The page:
A Very Heavily Negative Scene

The squandered genius and countercultural misogyny of Terry Southern.

Illustration by Emily Flake

In her editor’s note at the start of Yours in Haste and Adoration: Selected Letters of Terry Southern, Brooke Allen—who co-edited the book with Southern’s son Nile—mentions that her own father was a friend of Southern’s and a frequent recipient of his famously extravagant correspondence.* “While his friendship with my father remained firm,” she writes, “my mother had less patience with his vagaries and she banned his visits after he set fire to our apartment in the early 1960s. I very much regret not having known him better.” No further mention is made of the incident, either in Allen’s note or in the letters that follow, but it’s an instructive remark—in the casual absurdity of such an anecdote appearing in an editor’s note, certainly, but also in the suggestion that setting a host’s apartment on fire was not an especially big deal, and more or less the sort of thing you’d have to expect if you invited Terry Southern over to stay for a bit.

Because if the evidence of these letters is anything to go by, having the screenwriter, comic novelist, and gadfly Terry Southern over to stay for a bit was sort of a mixed blessing. In a 1982 letter to the actor George Segal, for instance, Southern thanks him for his hospitality during a recent stay in his Beverly Hills home. After whetting Segal’s appetite for a screenplay he’s about to send him—his best work, he claims, since his 1960s heyday with Dr. Strangelove and Easy Rider—he then goes on to briefly apologize for 1) inadvertently leaving Segal’s house with Segal’s Sony microcassette tape deck, which Southern had used to record his own interview with a hardcore porn magazine; 2) making a complicated mess of looking after Segal’s garden; and 3) “borrowing” a large number of expensive dress shirts. His presence as a writer was, in a way, analogous to his presence as a houseguest: fun to be around, but also a catastrophe.

These letters span a period of four decades and portray several distinct versions of Southern: the Paris-based expat of the early postwar years; the Greenwich Village Beat hipster of the 1950s; the Hollywood medium-wig of the ’60s and ’70s; the aging, broke, and somewhat desperate figure of the ’80s and ’90s, going through a “very heavily negative scene” with the IRS. In some respects, the picture that emerges, over the course of the book, is that of a lifelong insider: He was in on absolutely everything, and a dear, dear friend of absolutely everyone. In Paris, through his good offices as a stopgap hash connection, he fell in with George Plimpton’s milieu and became a regular contributor in the early years of the Paris Review. He called around to Samuel Beckett’s gaff from time to time with kidneys to sauté and weed to smoke. He got shit-faced with Bertrand Russell and assisted him in developing his half-assed idea for inhalable aspirin. Peter Sellers, enamored of Southern’s amazingly funny novel The Magic Christian, convinced Stanley Kubrick to bring him in on turning Strangelove into a comedy. He was BFFs, variously, with Lenny Bruce, Henry Green, Gore Vidal, Norman Mailer, Rip Torn, and William Burroughs. He got his mug on the cover of Sgt. Pepper’s Lonely Hearts Club Band (that’s him in the back, between Dylan Thomas and Tony Curtis, looking vaguely aggrieved in gigantic dark glasses). He wrote “Twirling at Ole Miss,” for God’s sake, one of the great examples of the art of magazine writing, which no less an authority on New Journalism as Tom Wolfe cites as a formative work of the movement.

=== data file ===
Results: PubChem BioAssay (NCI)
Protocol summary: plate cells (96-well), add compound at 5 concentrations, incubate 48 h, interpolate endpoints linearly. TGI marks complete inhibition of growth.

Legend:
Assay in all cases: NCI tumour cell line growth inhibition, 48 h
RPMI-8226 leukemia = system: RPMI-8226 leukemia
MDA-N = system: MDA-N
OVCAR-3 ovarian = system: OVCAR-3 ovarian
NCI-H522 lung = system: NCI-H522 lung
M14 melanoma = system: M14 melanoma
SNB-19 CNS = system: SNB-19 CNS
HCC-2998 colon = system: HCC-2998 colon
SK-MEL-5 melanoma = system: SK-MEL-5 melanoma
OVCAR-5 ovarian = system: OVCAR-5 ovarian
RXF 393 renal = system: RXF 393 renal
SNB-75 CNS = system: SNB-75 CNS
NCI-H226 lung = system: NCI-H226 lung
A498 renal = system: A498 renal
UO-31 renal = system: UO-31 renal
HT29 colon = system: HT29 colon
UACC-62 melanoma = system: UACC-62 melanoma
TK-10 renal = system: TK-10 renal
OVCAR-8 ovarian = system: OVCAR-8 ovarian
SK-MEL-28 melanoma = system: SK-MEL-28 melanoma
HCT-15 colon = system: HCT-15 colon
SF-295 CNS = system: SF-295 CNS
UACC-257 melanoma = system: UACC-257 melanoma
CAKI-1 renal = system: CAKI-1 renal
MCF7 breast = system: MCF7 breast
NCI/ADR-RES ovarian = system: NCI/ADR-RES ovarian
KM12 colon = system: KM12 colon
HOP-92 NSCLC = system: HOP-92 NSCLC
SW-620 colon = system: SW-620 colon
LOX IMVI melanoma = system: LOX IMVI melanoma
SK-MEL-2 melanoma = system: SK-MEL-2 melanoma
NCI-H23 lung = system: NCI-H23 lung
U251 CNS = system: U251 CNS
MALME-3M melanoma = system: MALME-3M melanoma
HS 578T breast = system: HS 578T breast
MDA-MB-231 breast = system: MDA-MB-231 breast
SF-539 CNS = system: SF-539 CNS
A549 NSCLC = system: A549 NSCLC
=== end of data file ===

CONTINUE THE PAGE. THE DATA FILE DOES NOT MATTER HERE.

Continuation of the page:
And yet at the same time he was never anything but an outsider. He was absurdly well-connected, certainly, but one of the major undercurrents of his correspondence is his perpetual hustling to make good on those connections. In a nontrivial proportion of the letters collected here, he obliquely addresses his correspondent with the intention of soliciting a blurb for one of his books. He seemed to be constantly tapping up Mailer and Burroughs for some kind of endorsement. And there’s a series of brief notes to Philip Roth (“My dear ‘Fabulous Phil’ ”…) soliciting a quote for Southern’s erotic Hollywood satire Blue Movie, which become increasingly desperate as time goes on. “Well, Phil??” he writes, after six months of radio silence from Warren, Connecticut. “Must you always destroy the ones who love (and need!) you most?!?” Speaking of blurb-based woes, incidentally, the cover of Yours in Haste and Adoration features one of the all-time great examples of the weirdly ambiguous celebrity endorsement. “Among the greatest humor writers of our time, Terry Southern stands alone,” declares, of all people, Chevy Chase. “I can’t wait to read it and laugh my ass off!” This is the only blurb I’ve ever read in which the blurber flatly acknowledges not having bothered reading the book he’s blurbing. (It’s hard not to wonder whether, for old time’s sake, the publishers approached Fabulous Phil, and whether he, for old time’s sake, neglected to reply.)